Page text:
Canada to announce final tariff list, aid package for steel and aluminum workers Friday
Published Thursday, June 28, 2018 2:10PM EDT
Last Updated Thursday, June 28, 2018 4:47PM EDT
OTTAWA – The federal government is set to announce Canada's final retaliatory tariff list as well as a financial aid package for the steel and aluminum industries on Friday, CTV News has learned.
Foreign Affairs Minister Chrystia Freeland, Economic Development Minister Navdeep Bains, and Labour Minister Patty Hadju will be at the Stelco steel company in Hamilton, Ont. Friday morning to make the announcement and take reporters’ questions.
International Trade Minister Francois-Philippe Champagne will be making a similar announcement at the Rio Tinto aluminum plant in Saguenay, Que., on Friday afternoon.
The ministers are expected to reveal which U.S. goods will be slapped with a 10 per cent surtax come July 1. These tariffs are part of the overall $16.6 billion Canadian countermeasures on imports of steel, aluminum, and other products from the Unites States. They are in response to the U.S. imposing a 25 per cent steel tariff and 10 per cent tariff on aluminum from Canada.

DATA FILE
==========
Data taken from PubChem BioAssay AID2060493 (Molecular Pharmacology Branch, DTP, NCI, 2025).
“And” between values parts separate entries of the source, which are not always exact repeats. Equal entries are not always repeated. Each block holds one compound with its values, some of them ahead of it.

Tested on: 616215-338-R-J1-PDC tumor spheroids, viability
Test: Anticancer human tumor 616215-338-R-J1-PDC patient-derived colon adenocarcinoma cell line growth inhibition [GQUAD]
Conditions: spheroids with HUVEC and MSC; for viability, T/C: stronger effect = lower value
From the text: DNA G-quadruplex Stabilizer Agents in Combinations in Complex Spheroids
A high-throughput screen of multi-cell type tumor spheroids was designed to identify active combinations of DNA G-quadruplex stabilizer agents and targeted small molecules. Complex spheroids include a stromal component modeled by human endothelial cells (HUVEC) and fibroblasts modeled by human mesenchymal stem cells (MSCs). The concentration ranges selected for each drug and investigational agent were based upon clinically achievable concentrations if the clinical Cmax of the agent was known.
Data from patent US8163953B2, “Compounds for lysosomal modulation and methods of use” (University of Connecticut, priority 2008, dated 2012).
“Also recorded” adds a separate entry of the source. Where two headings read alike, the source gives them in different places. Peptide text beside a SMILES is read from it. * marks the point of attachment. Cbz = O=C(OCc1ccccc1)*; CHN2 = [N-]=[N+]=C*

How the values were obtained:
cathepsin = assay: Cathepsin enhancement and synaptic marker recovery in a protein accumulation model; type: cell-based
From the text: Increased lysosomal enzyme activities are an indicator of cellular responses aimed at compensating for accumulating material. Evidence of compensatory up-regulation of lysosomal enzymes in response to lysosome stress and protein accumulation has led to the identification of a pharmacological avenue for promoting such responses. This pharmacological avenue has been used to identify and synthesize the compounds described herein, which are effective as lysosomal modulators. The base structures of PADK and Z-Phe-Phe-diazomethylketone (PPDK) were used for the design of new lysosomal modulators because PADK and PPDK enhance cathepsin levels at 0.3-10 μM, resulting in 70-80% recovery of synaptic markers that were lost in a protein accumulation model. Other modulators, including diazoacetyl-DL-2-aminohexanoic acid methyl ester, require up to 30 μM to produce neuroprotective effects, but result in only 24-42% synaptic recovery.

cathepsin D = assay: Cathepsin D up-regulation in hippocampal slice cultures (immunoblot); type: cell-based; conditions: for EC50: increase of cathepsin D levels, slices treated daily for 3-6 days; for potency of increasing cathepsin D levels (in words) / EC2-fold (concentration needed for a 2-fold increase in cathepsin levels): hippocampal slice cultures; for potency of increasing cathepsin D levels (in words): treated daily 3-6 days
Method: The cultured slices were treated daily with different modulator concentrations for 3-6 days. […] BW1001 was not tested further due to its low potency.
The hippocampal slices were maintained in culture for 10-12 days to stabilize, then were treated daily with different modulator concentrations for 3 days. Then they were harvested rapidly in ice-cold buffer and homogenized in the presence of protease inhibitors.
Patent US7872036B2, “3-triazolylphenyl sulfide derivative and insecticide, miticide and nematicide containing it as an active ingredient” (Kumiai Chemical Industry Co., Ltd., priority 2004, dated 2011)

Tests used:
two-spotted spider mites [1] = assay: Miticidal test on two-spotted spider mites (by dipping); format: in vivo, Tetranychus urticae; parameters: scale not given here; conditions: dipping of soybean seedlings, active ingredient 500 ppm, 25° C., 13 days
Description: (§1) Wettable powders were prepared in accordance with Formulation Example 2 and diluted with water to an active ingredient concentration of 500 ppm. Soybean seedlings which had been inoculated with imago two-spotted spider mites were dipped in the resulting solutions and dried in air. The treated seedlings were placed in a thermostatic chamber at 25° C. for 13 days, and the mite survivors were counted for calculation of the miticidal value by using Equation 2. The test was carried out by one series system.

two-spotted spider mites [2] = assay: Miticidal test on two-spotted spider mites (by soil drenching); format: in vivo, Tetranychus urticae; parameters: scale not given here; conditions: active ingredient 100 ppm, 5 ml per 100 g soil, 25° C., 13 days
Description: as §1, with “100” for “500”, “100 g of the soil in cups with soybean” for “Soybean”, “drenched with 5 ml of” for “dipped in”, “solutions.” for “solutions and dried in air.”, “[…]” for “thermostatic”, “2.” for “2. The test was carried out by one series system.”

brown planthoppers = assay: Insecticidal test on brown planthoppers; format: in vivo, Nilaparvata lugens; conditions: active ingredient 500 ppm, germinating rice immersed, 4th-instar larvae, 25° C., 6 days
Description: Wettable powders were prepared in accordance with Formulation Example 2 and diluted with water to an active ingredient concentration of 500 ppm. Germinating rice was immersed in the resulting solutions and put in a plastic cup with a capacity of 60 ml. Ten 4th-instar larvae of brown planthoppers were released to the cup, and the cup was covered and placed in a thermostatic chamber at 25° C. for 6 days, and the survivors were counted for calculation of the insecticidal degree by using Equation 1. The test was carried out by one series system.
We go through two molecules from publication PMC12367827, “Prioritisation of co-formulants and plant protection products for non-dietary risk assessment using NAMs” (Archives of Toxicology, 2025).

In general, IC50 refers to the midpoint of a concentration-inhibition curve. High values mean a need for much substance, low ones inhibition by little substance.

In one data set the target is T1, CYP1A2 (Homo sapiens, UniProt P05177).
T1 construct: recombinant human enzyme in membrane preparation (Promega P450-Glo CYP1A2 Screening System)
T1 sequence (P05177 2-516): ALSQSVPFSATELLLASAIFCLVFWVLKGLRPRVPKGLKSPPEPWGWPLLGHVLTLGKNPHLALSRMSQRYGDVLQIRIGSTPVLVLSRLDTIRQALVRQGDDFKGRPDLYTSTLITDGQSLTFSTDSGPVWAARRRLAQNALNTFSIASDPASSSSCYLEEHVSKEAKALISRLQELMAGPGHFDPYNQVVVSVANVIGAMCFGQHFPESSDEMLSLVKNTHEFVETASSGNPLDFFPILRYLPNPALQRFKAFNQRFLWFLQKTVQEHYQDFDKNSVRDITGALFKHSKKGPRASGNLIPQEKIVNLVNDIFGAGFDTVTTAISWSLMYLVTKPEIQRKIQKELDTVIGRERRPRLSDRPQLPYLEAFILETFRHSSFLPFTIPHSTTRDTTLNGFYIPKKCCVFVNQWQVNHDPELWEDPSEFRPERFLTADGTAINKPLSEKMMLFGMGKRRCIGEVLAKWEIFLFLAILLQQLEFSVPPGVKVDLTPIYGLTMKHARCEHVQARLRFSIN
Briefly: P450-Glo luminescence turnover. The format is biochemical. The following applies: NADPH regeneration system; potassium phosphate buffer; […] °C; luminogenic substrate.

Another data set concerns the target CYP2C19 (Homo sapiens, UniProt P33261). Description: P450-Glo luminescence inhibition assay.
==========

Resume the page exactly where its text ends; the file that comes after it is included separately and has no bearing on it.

Ottawa had been consulting on the proposed list of goods, which included specific types of gherkins, prepared meals, pizza, chocolate, condiments, toiletries, beer kegs, whiskies, various household items, and motorboats.
Freeland had previously stated that the aim of the consultations was to mitigate any unintended consequences for Canadians and potentially expand or contract the final list accordingly.
Earlier this week, Finance Minister Bill Morneau said more information regarding financial support coming for Canadian steel and aluminum businesses who are impacted by the U.S. tariffs was coming soon.
In announcing the retaliatory measures late last month, Prime Minister Justin Trudeau called it "a turning point in the Canada-U.S. relationship," and expressed hope that "common sense" will prevail, despite seeing no sign of it from the U.S. administration.
"This is the strongest trade action Canada has taken in the post-war era," Freeland said at the time. "It is perfectly reciprocal. This is a very strong Canadian action in response to a very bad U.S. decision,” she said.
Since the exchange of tariffs had been announced, U.S. President Donald Trump and his officials have taken aim at Trudeau personally, as well as other Canadian industries over what Trump classifies as unfair trade practices.